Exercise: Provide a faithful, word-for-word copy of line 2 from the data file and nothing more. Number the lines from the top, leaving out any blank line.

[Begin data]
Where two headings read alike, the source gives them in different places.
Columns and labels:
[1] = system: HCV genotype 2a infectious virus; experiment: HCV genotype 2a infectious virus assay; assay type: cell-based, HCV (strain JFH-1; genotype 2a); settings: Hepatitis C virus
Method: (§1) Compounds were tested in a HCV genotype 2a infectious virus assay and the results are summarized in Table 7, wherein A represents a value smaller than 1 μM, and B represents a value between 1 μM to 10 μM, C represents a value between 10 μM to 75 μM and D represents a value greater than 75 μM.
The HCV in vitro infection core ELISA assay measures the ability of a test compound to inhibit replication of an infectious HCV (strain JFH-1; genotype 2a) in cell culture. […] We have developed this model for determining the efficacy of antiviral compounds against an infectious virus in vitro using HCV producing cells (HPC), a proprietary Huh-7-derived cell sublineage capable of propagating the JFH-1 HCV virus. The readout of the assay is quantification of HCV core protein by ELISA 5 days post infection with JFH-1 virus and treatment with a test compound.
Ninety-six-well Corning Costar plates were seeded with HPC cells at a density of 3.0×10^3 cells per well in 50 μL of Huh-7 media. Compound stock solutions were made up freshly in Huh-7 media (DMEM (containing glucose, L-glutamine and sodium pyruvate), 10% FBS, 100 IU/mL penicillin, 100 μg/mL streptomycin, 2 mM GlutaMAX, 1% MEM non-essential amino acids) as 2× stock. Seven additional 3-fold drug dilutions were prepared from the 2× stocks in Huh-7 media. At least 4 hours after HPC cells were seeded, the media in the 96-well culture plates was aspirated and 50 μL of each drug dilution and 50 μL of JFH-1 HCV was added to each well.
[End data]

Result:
Columns and labels: